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Precipitation banding and advection


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In the Feb 18th OBS thread, Rainshadow said "I have to pay attention to these sw flow aloft events going forward if there is an orographic favoring of these bands along/northwest of the fall line.  This and the Super Bowl they almost fell one on top of the other."

My question:

Since the frontogenesis banding occurs so high (5000-10000 ft), does the wind speed and direction also affect the location of the resultant "surface accumulation band" where we actually measure the fallen precipitation?  It seems like the placement of this accumulation band could vary by tens of miles, depending upon wind profile.  Rt 202 and I-95 are only about 15-20 miles apart.  Or are the wind profiles not that different from storm to storm?  Thanks.

Edit on 2/23:

I did a layman's google search and found this paper from 2019:

https://journals.ametsoc.org/view/journals/mwre/147/11/mwr-d-19-0036.1.xml

They note that "Environments that accompany mesoscale snowbands in extratropical cyclones feature strong midlevel frontogenesis and weak symmetric stability, conditions conducive to vigorous ascent." (They use the term "lofting" to describe the ascent.)  They tried to answer "to answer the more fundamental question of how much spatial separation may occur between regions where snow crystals form and grow aloft, relative to where they reach the surface."

They find that "considerable horizontal displacement can occur between the locations of strongest ascent and heaviest surface snowfall."  

I don't understand mid and low level wind patterns enough to guess whether the horizontal displacement is consistent (in orientation and/or extent) for storms in our area.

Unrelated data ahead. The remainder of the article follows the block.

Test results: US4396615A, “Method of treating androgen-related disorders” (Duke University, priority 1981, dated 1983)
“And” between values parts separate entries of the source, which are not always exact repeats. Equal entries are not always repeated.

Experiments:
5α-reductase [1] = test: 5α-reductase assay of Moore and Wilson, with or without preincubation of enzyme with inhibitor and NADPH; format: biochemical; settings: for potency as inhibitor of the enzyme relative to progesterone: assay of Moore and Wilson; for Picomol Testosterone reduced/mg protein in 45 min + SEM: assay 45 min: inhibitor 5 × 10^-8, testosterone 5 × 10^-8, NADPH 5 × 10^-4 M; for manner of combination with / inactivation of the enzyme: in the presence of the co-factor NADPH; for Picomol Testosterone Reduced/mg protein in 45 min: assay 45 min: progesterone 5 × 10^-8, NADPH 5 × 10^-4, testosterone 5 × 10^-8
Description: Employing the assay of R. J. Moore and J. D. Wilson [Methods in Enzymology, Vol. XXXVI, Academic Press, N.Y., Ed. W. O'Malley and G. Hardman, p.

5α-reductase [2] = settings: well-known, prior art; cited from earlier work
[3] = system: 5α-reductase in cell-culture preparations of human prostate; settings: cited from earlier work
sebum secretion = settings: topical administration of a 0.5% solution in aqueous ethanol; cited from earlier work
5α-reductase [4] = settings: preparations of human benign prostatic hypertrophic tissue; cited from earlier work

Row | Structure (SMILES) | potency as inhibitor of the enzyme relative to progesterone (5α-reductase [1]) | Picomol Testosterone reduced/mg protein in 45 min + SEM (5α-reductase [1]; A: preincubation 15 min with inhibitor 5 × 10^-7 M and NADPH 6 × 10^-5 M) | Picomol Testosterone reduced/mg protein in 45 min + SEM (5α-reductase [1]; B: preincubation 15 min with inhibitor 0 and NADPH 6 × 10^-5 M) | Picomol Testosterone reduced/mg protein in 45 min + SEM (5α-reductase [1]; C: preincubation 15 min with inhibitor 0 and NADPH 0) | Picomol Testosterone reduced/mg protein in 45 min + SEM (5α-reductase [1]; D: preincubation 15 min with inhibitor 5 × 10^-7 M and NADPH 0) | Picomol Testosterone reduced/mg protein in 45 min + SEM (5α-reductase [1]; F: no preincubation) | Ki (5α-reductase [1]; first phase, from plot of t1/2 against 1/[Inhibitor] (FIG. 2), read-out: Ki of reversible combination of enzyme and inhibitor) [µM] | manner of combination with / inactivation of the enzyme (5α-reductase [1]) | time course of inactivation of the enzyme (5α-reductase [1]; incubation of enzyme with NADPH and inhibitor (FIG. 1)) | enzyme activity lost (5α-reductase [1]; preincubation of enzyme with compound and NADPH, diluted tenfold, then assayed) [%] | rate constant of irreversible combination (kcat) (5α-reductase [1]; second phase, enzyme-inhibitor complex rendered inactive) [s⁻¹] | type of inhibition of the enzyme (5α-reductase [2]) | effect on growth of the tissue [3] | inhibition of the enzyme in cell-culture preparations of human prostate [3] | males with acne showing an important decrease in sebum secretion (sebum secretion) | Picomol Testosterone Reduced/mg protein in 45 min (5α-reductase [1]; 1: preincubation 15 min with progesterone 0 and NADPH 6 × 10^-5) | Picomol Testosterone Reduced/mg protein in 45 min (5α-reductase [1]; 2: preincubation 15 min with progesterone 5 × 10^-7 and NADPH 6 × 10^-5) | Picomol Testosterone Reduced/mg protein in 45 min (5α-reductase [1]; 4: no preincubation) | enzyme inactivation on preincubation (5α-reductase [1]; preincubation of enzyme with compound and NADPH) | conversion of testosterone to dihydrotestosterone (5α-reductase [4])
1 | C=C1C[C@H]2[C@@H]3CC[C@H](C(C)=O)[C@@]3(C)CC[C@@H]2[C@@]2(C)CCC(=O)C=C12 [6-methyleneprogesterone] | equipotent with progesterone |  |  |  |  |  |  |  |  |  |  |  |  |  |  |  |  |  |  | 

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On 2/20/2021 at 10:57 AM, icicleman said:

In the Feb 18th OBS thread, Rainshadow said "I have to pay attention to these sw flow aloft events going forward if there is an orographic favoring of these bands along/northwest of the fall line.  This and the Super Bowl they almost fell one on top of the other."

My question:

Since the frontogenesis banding occurs so high (5000-10000 ft), does the wind speed and direction also affect the location of the resultant "surface accumulation band" where we actually measure the fallen precipitation?  It seems like the placement of this accumulation band could vary by tens of miles, depending upon wind profile.  Rt 202 and I-95 are only about 15-20 miles apart.  Or are the wind profiles not that different from storm to storm?  Thanks.

Edit on 2/23:

I did a layman's google search and found this paper from 2019:

https://journals.ametsoc.org/view/journals/mwre/147/11/mwr-d-19-0036.1.xml

They note that "Environments that accompany mesoscale snowbands in extratropical cyclones feature strong midlevel frontogenesis and weak symmetric stability, conditions conducive to vigorous ascent." (They use the term "lofting" to describe the ascent.)  They tried to answer "to answer the more fundamental question of how much spatial separation may occur between regions where snow crystals form and grow aloft, relative to where they reach the surface."

They find that "considerable horizontal displacement can occur between the locations of strongest ascent and heaviest surface snowfall."  

I don't understand mid and low level wind patterns enough to guess whether the horizontal displacement is consistent (in orientation and/or extent) for storms in our area.

The ascent vs where it fell with the 2/18/-2/19 event was displaced pretty far to the northwest.  Best predicted (we can never measure it) fgen forcing was down in Delmarva & SE NJ and also the snow growth area was way high around 500mb.

 

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